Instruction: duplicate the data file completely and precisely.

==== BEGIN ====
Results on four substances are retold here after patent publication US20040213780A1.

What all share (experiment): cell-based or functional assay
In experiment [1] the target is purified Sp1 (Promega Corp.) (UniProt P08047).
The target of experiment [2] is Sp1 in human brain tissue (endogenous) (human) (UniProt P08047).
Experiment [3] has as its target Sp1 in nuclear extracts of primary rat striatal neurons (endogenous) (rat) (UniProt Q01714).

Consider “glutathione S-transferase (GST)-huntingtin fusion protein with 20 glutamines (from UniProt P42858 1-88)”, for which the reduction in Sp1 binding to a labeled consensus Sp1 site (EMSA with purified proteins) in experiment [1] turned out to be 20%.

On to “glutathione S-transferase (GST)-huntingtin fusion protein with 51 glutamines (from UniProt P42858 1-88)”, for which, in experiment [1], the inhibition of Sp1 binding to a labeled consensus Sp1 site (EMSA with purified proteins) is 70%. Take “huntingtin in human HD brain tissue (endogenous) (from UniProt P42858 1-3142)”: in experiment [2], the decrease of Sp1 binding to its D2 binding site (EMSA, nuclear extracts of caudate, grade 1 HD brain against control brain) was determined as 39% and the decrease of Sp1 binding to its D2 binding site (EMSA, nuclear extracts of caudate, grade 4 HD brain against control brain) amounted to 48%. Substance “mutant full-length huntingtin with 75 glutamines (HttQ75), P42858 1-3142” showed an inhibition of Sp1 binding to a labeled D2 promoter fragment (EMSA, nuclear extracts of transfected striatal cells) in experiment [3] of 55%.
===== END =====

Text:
Results on four substances are retold here after patent publication US20040213780A1.

What all share (experiment): cell-based or functional assay
In experiment [1] the target is purified Sp1 (Promega Corp.) (UniProt P08047).
The target of experiment [2] is Sp1 in human brain tissue (endogenous) (human) (UniProt P08047).
Experiment [3] has as its target Sp1 in nuclear extracts of primary rat striatal neurons (endogenous) (rat) (UniProt Q01714).

Consider “glutathione S-transferase (GST)-huntingtin fusion protein with 20 glutamines (from UniProt P42858 1-88)”, for which the reduction in Sp1 binding to a labeled consensus Sp1 site (EMSA with purified proteins) in experiment [1] turned out to be 20%.

On to “glutathione S-transferase (GST)-huntingtin fusion protein with 51 glutamines (from UniProt P42858 1-88)”, for which, in experiment [1], the inhibition of Sp1 binding to a labeled consensus Sp1 site (EMSA with purified proteins) is 70%. Take “huntingtin in human HD brain tissue (endogenous) (from UniProt P42858 1-3142)”: in experiment [2], the decrease of Sp1 binding to its D2 binding site (EMSA, nuclear extracts of caudate, grade 1 HD brain against control brain) was determined as 39% and the decrease of Sp1 binding to its D2 binding site (EMSA, nuclear extracts of caudate, grade 4 HD brain against control brain) amounted to 48%. Substance “mutant full-length huntingtin with 75 glutamines (HttQ75), P42858 1-3142” showed an inhibition of Sp1 binding to a labeled D2 promoter fragment (EMSA, nuclear extracts of transfected striatal cells) in experiment [3] of 55%.